Fridge Logic: If you're going to lure somebody to the middle of nowhere to kill him, why not do a drive-by instead of having a minion attack him from a crop duster? Hitchcock himself acknowledged the scene makes no sense, but justified it since nobody notices while watching the film.
Hitchcock himself developed a case of it for the scene where Eve and Leonard covertly talk using two phones at an airport. He held off filming the scene for a while, then apparently came up with a way it was possible and shot it, though he never told anyone what it was.
Misaimed Marketing: Movie theaters reportedly gave children coloring pages of such scenes as Roger getting chased by the crop duster and Eve hanging off of Mount Rushmore.
It was also featured on the Turner Classic Movies program Essentials Jr., which is marketed towards families and younger viewers, and usually features softer fare.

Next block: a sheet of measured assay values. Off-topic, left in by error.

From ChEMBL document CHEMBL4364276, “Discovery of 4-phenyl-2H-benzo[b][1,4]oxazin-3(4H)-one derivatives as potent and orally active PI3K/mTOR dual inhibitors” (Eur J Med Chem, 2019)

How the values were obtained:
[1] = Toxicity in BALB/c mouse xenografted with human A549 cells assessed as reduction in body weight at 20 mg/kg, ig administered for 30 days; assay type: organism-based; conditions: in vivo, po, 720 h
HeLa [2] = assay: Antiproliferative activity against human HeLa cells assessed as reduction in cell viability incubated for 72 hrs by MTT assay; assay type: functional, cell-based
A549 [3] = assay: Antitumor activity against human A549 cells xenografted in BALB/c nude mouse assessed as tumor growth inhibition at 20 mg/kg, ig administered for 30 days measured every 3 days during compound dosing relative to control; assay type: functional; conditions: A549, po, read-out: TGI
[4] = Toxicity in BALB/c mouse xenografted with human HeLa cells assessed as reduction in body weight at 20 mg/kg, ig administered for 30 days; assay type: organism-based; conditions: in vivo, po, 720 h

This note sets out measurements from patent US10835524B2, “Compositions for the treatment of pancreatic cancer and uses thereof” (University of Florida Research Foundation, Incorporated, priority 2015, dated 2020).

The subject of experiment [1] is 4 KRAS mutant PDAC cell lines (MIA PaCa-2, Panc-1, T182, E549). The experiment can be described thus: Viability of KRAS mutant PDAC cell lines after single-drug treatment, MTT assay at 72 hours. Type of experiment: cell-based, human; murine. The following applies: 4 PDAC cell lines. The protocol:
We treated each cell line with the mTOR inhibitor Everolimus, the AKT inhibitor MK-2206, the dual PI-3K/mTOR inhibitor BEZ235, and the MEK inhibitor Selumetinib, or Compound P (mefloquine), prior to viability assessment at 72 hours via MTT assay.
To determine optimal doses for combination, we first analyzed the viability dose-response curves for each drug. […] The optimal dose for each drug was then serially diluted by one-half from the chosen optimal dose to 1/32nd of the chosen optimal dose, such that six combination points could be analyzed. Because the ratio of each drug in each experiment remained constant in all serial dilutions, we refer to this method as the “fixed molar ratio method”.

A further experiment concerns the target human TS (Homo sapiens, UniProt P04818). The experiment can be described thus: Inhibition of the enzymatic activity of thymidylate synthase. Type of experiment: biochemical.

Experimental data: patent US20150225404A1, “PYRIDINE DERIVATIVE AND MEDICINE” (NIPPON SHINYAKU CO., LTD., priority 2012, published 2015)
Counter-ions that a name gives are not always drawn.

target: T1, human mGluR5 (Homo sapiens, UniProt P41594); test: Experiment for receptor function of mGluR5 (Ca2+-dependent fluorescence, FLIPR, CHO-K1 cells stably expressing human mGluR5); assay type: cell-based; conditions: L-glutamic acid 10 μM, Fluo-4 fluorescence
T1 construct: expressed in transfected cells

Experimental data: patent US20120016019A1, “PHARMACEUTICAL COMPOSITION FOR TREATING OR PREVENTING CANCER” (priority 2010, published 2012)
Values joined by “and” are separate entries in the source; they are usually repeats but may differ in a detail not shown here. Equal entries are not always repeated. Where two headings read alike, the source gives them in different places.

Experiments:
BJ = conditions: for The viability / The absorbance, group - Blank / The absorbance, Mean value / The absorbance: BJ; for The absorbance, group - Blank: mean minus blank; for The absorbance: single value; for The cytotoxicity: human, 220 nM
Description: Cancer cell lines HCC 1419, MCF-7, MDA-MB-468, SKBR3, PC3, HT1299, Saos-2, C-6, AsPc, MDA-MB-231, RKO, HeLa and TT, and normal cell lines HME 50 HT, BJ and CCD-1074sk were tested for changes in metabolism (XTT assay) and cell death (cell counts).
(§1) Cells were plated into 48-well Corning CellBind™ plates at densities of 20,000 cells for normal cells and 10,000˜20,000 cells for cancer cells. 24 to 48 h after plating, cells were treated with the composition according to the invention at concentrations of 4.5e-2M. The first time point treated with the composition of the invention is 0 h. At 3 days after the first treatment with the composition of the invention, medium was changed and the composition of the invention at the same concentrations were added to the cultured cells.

Spiritual Adaptation: James Bond was still a popular book series when this film came out, but it essentially codified many of the elements that typify Bond. Morally ambiguous femme fatale spies, Affably Evil supervillains, sexually ambiguous dragons, use of Monumental Battle and wild action sequences. Likewise, Sean Connery's turn as Bond, as a more suave individual than his literary counterpart was based on Cary Grant's performance in this film. Indeed, Hitchcock who initially considered adapting James Bond was upset that Albert Broccoli (who he knew personally) ripped of his film for many of the early Bond films.